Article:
With the water crisis in Flint, Michigan, safe drinking water is a high priority nationwide, especially for children. Beginning July 1, schools in Virginia will be required to test their potable water for lead.
Senate Bill 1359, which Gov. Terry McAuliffe signed into law on March 20, seeks to ensure that local school boards test the drinking water in schools and that it meets federal guidelines. The Food and Drug Administration recommends that the level of lead not exceed 15 parts per billion.
Del. Kaye Kory of Falls Church is especially concerned about the water in older school buildings that may have lead pipes.
“The water that comes to the school from the water supplier can be fine, and still, because of the pipes inside the school, there will be lead in the water that children drink,” said Kory, who co-sponsored the bill. (The chief patron was Sen. Jeremy McPike of Woodbridge.)
The new law requires testing in all schools but puts an emphasis on schools built before 1986. Each school board must decide how to implement the law. Currently, schools are not required to test for lead.
Testing could be especially important for older school districts in lower-income areas with a deteriorating infrastructure, Kory said.
Testing for lead is complex: The tests must be conducted multiple times and at multiple locations, such as drinking fountains and faucets. If tests find high levels of lead, the school may have to replace pipes and take other actions, including providing bottled water for students and teachers. The problem cannot be fixed overnight.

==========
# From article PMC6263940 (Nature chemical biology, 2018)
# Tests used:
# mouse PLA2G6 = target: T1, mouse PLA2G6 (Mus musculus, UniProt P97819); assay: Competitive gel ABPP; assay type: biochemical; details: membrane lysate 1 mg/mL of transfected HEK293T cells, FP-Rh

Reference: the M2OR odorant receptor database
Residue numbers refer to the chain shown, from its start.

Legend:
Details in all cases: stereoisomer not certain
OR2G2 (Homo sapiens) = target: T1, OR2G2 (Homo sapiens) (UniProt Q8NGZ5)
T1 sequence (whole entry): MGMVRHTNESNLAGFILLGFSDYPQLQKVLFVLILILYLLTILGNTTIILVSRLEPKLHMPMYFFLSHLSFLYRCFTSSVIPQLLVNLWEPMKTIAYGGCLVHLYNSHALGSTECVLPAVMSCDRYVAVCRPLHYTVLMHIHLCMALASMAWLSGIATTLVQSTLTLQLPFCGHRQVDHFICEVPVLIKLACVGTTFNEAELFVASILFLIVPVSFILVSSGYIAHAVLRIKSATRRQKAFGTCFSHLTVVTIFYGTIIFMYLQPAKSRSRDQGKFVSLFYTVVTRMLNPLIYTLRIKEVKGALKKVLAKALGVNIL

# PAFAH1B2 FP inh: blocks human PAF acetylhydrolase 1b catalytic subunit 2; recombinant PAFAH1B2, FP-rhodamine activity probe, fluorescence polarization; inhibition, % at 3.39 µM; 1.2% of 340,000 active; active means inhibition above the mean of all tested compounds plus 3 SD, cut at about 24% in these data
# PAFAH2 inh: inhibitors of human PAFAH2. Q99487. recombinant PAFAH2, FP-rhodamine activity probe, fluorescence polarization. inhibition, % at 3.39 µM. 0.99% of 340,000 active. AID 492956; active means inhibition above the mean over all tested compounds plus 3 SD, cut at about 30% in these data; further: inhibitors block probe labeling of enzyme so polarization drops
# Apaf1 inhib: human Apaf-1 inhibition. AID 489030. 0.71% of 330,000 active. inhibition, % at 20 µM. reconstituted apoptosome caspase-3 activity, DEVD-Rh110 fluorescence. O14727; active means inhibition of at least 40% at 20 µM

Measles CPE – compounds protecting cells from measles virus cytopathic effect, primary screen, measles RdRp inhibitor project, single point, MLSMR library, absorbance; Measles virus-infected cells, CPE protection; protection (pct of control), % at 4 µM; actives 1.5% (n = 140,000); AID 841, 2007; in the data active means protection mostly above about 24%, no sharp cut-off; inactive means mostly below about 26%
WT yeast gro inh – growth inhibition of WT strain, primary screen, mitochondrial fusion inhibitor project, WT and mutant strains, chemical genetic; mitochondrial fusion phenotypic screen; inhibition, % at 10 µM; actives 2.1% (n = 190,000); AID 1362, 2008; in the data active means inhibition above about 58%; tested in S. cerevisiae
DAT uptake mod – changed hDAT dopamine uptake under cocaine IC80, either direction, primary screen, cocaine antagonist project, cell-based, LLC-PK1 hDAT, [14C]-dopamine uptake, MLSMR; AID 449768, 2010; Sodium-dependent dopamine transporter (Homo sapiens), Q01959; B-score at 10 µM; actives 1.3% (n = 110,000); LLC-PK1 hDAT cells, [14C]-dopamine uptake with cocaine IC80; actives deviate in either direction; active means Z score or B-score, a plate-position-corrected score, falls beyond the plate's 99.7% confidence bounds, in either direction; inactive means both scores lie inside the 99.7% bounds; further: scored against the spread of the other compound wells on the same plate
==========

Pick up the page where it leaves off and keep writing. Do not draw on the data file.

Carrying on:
Kory believes the new law is a step in the right direction to make sure the next generation of Virginians grows up healthy.
As seen in Flint, lead can be harmful to the human body, especially in children. Low levels of lead do not affect the body immediately, but prolonged exposure can damage the nervous system and cause other problems, including learning disabilities and hearing impairment.
Dr. Rutherfoord Rose, a toxicologist and professor of medicine at Virginia Commonwealth University, said lead poses a particular problem for young children whose nervous system is still developing.
“The critical point of lead exposure, even though you don’t want it in anybody, is really before they get to school,” Rose said. Most cases of lead poisoning come not from drinking water but from products that contain concentrated levels of lead, such as paint.
Whether the risk is marginal or not, parents are still concerned about lead exposure in their child’s school. Parents naturally want their children to have safe drinking water.
Thomas Amrhein’s 6-year-old daughter attends kindergarten at R.C. Longan Elementary School in Henrico County’s West End. Amrhein is glad for the new law requiring water testing.
“I think it’s urgently important since the problem has been uncovered,” Amrhein said. He said he is happy the testing is being done because the safety of children in public schools is crucial.
If the tests find lead in the drinking water at R.C. Longan, Amrhein is confident that the school will take immediate action to resolve the issue. “I believe they would rectify it in a timely manner.”
Words and body phots by Ben Burstein VCU Capital News Service
Top photo credit: Jeffrey Turner, Flickr